Weekend Edition: 12-4

Nonbookish Linkage

Bookish Linkage

  • Oddly, the only one of the NYTBR‘s 10 best books of 2021 is a translation — and not on the WLT list

[F]reedom of thought on the internet is all the more complete now that it’s clear that people have stopped thinking.

Hervé Le Tellier, The Anomaly

Weekend Edition: 11-27

Blog Post of the Week Year

Nonbookish Linkage

Bookish Linkage

  • Of this year’s NYT 100 Notable Books, I’ve read two, am at some point in two, and have four more on my tablet

Woke up this mornin’
With nothin’ on my mind
Nothin’s all I’m a lookin’ for
Nothin’s all I’ll find

“Welcome to Goose Creek,” Goose Creek Symphony, Eponymous Album

Weekend Edition: 11-20

Interesting Reading in the Interweb Tubez

QAnon Droppings

  • Don’t worry, RFK Jr. will be here

But What About the Templars?

  • The QAnon Shaman can use his prison term continuing to connect Freemasons, the Illuminati, the Skull & Bones society, MK-Ultra, alien reptilians, an “artificial monolith” on Mars’s moon Phobos, fluoridation, British royals, Jeffrey Epstein, Jeffrey Dahmer, and a “spirit cooking” event with “semen, breast milk, and blood” on the menu

Nonbookish Linkage

Bookish Linkage

[Birds] are also the only creatures to regularly defecate on us. …. Humans generally prefer to be the ones shitting on others.

Erin Sheehy, “Call of Nature, Facility, Issue 2 (2021)

Weekend Edition: 11-13

Blog Headline of the Week

Legal Advice of the Week

Nonbookish Linkage

  • Although not reference material for the legal advice, here’s the early history of human excreta

Bookish Linkage

Ninety percent of all problems are caused by people being assholes.

Becky Chambers, The Long Way to a Small, Angry Planet

Loco Lawsuits: Who taught you to drive a getaway car?

The best-laid plans — well, you should know the rest.

On June 17, 2007, Michael Espinosa, Angel Vertiz, and Kenneth Kirkwood, Jr. decided it would be a good idea to burgle a house in Riverside, Calif. They left the house in a car driven by Kirkwood. Police spotted them and, as happens in California, a car chase followed. It chase ended less than a mile from the site of the burglary when Kirkwood’s car collided with three other vehicles, rear-ending one stopped at an intersection.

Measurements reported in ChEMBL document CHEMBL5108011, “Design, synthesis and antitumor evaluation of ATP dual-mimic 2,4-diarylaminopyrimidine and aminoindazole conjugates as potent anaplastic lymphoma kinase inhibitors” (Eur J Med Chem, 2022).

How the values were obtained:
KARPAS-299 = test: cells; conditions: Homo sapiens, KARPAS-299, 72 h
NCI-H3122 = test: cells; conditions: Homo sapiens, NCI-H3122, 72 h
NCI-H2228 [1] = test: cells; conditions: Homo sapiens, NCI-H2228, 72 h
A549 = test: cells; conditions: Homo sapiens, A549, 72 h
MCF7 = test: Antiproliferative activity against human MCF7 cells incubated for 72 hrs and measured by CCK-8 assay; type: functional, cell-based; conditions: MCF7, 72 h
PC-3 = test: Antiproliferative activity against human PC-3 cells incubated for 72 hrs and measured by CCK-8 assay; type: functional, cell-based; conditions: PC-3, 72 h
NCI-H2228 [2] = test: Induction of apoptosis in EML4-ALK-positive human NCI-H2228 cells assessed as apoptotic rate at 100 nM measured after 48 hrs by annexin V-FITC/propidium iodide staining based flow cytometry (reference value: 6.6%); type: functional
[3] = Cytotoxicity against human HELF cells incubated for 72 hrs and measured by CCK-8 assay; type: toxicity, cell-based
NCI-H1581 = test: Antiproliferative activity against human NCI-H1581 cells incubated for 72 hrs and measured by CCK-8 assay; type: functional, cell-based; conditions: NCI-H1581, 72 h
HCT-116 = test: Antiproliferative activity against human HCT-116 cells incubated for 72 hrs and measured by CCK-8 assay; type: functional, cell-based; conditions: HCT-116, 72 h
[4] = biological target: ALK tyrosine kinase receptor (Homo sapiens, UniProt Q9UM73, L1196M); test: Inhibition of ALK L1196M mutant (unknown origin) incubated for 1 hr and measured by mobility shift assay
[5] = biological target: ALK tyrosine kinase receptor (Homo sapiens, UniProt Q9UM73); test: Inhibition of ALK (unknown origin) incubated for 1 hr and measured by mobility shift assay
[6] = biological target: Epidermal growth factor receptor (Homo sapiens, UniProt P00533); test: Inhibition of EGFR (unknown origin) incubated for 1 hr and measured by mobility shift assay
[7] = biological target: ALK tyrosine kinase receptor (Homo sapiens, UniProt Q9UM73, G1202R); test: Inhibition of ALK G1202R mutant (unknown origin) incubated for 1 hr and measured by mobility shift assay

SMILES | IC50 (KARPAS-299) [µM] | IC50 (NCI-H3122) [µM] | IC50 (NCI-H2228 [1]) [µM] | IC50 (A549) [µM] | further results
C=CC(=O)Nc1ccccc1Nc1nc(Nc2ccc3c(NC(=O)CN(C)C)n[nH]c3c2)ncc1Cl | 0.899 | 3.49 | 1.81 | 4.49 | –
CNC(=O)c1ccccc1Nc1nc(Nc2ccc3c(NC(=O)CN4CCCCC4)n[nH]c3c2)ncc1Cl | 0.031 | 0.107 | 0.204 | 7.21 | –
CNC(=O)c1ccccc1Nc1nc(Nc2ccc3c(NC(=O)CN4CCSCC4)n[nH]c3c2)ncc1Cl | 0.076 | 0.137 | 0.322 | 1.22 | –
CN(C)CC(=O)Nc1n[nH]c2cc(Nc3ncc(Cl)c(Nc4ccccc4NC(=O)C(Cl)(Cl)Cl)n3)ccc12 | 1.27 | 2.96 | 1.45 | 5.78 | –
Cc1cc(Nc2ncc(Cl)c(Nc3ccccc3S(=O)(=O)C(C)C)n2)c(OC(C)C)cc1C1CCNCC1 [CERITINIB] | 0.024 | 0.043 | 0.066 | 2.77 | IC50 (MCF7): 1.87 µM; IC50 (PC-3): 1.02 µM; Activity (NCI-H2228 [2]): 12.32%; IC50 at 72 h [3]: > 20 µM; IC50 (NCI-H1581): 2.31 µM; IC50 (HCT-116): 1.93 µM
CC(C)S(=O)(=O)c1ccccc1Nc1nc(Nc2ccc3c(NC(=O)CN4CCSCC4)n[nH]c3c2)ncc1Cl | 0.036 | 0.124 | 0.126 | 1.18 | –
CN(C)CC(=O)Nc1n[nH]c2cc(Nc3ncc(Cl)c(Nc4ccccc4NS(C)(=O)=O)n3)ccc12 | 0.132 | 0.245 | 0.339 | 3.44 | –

Kirkwood tried to escape on foot but all three men were arrested. Kirkwood and Vertiz were convicted of burglary, while Espinoza was convicted of attempted burglary. So much for the escapade, right? No. Eleven months after the burglary, Espinosa and Vertif sued Kirkwood for allegedly serious injuries they claimed were due to Kirkwood’s negligent driving.

The pair brought the suit despite a 1996 law prohibiting someone convicted of a felony from recovering damages for injuries caused by another person’s negligence if the injuries were “caused by the … commission of any felony, or immediate flight therefrom.” Unsurprisingly, the trial court said the statute required dismissing the lawsuit.

Espinosa and Vertif (or their lawyers) were undeterred. They appealed, somehow contending there was an issue whether their participation in the burglary or the flight from it caused their injuries.  Their reasoning isn’t clear. Apparently, they thought the burglary itself didn’t cause their injuries, that they weren’t injured immediately upon leaving the house, or perhaps that the law didn’t apply because they weren’t driving.

Regardless, the appeals court gave their arguments short shrift. “If they had refused to escape with the defendant in the defendant’s car, they would not have been involved in the collision which resulted in their injuries,” the court wrote. “Their own conduct of committing the crime and entering defendant’s vehicle to facilitate their immediate flight therefrom proximately caused their injuries and damages.”

While left unsaid, it would seem that crashing less than a mile from the scene of a crime would be considered negligent getaway-car driving as a matter of law.

Let down the curtain, the farce is played.

Last words of François Rabelais in Peter Motteux’s
“The Life of Dr. François Rabelais”